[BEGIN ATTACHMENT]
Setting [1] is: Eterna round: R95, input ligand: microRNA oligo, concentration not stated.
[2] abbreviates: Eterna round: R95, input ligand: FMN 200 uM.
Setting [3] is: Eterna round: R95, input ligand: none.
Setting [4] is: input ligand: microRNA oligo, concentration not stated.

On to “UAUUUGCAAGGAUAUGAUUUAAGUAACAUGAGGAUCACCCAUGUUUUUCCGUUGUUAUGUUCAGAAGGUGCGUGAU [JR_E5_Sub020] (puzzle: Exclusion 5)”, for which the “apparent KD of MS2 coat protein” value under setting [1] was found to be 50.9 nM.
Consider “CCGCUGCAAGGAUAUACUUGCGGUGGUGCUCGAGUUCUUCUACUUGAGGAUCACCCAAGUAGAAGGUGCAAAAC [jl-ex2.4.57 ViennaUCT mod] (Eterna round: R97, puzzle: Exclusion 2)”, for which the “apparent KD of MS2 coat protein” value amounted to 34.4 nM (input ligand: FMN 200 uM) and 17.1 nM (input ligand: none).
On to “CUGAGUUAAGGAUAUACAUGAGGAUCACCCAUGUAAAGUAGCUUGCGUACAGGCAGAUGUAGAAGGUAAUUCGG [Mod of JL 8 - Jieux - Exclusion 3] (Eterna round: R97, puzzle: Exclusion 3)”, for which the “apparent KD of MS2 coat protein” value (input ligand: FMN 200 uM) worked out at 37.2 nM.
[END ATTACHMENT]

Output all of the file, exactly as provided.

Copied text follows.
Setting [1] is: Eterna round: R95, input ligand: microRNA oligo, concentration not stated.
[2] abbreviates: Eterna round: R95, input ligand: FMN 200 uM.
Setting [3] is: Eterna round: R95, input ligand: none.
Setting [4] is: input ligand: microRNA oligo, concentration not stated.

On to “UAUUUGCAAGGAUAUGAUUUAAGUAACAUGAGGAUCACCCAUGUUUUUCCGUUGUUAUGUUCAGAAGGUGCGUGAU [JR_E5_Sub020] (puzzle: Exclusion 5)”, for which the “apparent KD of MS2 coat protein” value under setting [1] was found to be 50.9 nM.
Consider “CCGCUGCAAGGAUAUACUUGCGGUGGUGCUCGAGUUCUUCUACUUGAGGAUCACCCAAGUAGAAGGUGCAAAAC [jl-ex2.4.57 ViennaUCT mod] (Eterna round: R97, puzzle: Exclusion 2)”, for which the “apparent KD of MS2 coat protein” value amounted to 34.4 nM (input ligand: FMN 200 uM) and 17.1 nM (input ligand: none).
On to “CUGAGUUAAGGAUAUACAUGAGGAUCACCCAUGUAAAGUAGCUUGCGUACAGGCAGAUGUAGAAGGUAAUUCGG [Mod of JL 8 - Jieux - Exclusion 3] (Eterna round: R97, puzzle: Exclusion 3)”, for which the “apparent KD of MS2 coat protein” value (input ligand: FMN 200 uM) worked out at 37.2 nM.